The yogic teachings found in the above-mentioned Rig-Veda and the other three ancient hymnodies are known as Vedic Yoga. The Sanskrit word veda means "knowledge," while the Sanskrit term rig (from ric) means "praise." Thus the sacred Rig-Veda is the collection of hymns that are in praise of a higher power. This collection is in fact the fountainhead of Hinduism, which has around one billion adherents today. You could say that the Rig-Veda is to Hinduism what the Book of Genesis is to Christianity.
The other three Vedic hymnodies are the Yajur-Veda ("Knowledge of Sacrifice"), Sama-Veda ("Knowledge of Chants"), and Atharva-Veda ("Knowledge of Atharvan"). The first collection contains the sacrificial formulas used by the Vedic priests. The second text contains the chants accompanying the sacrifices. The third hymnody is filled with magical incantations for all occasions but also includes a number of very powerful philosophical hymns. It is connected with Atharvan, a famous fire priest who is remembered as having been a master of magical rituals. These hymnodies can be compared to the various books of the Old Testament. It is clear from what has been said thus far that Vedic Yoga-which could also be called Archaic Yoga-was intimately connected with the ritual life of the ancient Indians.It revolved around the idea of sacrifice as a means of joining the material world with the invisible world of the spirit. In order to perform the exacting rituals successfully, the sacrificers had to be able to focus their mind for a prolonged period of time. Such inner focusing for the sake of transcending the limitations of the ordinary mind is the root of Yoga.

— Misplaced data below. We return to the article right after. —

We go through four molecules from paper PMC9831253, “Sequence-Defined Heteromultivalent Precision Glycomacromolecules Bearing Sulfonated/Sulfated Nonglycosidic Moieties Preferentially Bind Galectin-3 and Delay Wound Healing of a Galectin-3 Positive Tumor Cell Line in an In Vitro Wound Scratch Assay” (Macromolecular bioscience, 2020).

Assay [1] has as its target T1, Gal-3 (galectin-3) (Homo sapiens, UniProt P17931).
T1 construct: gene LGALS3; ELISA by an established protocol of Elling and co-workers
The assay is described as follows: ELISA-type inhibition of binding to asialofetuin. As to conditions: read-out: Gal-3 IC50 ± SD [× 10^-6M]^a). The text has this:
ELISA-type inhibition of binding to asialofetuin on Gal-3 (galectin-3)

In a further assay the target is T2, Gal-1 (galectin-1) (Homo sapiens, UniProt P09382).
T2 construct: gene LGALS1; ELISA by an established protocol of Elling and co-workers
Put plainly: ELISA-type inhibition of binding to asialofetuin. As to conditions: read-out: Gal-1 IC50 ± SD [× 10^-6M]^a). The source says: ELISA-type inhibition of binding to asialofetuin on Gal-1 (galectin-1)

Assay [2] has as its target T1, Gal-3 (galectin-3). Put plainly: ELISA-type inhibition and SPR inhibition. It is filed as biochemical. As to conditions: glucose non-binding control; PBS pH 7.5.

When successful, the Vedic yogi was graced with a "vision" or experience of the transcendental reality. A great master of Vedic Yoga was called a "seer"-in Sanskrit rishi. The Vedic seers were able to see the very fabric of existence, and their hymns speak of their marvelous intuitions, which can still inspire us today.
Tags: Yoga Mysticism